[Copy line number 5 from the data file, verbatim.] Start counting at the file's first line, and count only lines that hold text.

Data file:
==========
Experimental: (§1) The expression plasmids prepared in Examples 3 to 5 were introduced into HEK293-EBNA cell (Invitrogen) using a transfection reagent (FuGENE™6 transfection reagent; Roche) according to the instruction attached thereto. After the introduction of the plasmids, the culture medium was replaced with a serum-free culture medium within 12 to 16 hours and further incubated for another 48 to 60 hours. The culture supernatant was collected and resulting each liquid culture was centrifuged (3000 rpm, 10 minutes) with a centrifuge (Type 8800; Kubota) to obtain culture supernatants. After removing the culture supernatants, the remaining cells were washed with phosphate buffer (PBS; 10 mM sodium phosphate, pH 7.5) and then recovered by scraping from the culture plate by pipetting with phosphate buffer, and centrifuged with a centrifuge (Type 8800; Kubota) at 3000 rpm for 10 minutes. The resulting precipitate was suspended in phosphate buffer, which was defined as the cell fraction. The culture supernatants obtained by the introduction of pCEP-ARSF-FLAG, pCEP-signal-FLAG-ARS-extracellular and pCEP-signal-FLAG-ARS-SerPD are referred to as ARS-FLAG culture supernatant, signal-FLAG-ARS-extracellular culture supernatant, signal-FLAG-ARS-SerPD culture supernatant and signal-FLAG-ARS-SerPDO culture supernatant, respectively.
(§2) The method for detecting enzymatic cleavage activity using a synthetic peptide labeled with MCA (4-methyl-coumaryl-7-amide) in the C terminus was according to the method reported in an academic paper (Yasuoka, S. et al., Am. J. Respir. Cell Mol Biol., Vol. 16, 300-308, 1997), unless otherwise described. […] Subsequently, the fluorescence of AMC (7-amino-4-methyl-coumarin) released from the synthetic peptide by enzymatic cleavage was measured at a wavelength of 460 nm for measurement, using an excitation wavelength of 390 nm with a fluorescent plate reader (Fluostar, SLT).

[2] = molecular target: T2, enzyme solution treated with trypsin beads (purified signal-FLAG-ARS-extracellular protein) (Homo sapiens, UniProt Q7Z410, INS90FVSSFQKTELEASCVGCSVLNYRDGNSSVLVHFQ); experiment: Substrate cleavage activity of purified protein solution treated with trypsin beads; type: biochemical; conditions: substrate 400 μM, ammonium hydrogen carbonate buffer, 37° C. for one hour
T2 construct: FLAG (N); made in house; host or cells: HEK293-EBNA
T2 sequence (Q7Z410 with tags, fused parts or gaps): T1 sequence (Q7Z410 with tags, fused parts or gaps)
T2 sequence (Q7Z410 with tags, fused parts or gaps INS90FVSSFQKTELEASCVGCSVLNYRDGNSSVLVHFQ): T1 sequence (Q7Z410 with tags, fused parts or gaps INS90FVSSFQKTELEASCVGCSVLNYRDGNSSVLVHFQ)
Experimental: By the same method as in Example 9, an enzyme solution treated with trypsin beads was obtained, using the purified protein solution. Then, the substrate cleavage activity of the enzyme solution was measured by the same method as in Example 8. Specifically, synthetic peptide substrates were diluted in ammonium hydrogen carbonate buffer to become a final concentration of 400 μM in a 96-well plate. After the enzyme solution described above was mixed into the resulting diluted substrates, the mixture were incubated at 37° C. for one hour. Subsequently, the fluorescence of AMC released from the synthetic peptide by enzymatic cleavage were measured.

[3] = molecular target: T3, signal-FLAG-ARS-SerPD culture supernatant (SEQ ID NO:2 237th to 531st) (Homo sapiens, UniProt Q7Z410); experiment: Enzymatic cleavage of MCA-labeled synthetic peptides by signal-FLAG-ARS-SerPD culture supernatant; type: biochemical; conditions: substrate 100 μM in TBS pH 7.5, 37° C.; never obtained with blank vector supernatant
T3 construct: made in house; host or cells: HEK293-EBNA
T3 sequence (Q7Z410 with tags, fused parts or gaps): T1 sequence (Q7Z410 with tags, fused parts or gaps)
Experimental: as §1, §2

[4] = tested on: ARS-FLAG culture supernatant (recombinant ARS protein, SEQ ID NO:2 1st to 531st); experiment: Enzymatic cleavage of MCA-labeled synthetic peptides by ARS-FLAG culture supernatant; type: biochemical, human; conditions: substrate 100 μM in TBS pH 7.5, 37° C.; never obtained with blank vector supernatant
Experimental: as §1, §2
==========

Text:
T2 sequence (Q7Z410 with tags, fused parts or gaps): T1 sequence (Q7Z410 with tags, fused parts or gaps)